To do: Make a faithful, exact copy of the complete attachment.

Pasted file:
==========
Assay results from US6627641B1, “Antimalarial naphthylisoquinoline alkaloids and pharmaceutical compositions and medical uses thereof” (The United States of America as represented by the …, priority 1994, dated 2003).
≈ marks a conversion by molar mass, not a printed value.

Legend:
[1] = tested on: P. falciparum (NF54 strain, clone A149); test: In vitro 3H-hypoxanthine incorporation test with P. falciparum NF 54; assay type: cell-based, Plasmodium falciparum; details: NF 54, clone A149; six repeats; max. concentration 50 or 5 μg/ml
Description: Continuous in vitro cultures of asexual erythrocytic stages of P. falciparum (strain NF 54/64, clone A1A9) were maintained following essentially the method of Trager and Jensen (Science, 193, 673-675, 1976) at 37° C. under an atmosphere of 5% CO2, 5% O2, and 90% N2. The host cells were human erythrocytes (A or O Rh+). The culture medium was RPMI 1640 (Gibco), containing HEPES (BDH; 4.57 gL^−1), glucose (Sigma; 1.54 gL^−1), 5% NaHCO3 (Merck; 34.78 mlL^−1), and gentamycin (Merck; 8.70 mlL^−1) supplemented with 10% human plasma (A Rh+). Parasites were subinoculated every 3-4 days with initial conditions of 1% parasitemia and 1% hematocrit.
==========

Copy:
Assay results from US6627641B1, “Antimalarial naphthylisoquinoline alkaloids and pharmaceutical compositions and medical uses thereof” (The United States of America as represented by the …, priority 1994, dated 2003).
≈ marks a conversion by molar mass, not a printed value.

Legend:
[1] = tested on: P. falciparum (NF54 strain, clone A149); test: In vitro 3H-hypoxanthine incorporation test with P. falciparum NF 54; assay type: cell-based, Plasmodium falciparum; details: NF 54, clone A149; six repeats; max. concentration 50 or 5 μg/ml
Description: Continuous in vitro cultures of asexual erythrocytic stages of P. falciparum (strain NF 54/64, clone A1A9) were maintained following essentially the method of Trager and Jensen (Science, 193, 673-675, 1976) at 37° C. under an atmosphere of 5% CO2, 5% O2, and 90% N2. The host cells were human erythrocytes (A or O Rh+). The culture medium was RPMI 1640 (Gibco), containing HEPES (BDH; 4.57 gL^−1), glucose (Sigma; 1.54 gL^−1), 5% NaHCO3 (Merck; 34.78 mlL^−1), and gentamycin (Merck; 8.70 mlL^−1) supplemented with 10% human plasma (A Rh+). Parasites were subinoculated every 3-4 days with initial conditions of 1% parasitemia and 1% hematocrit.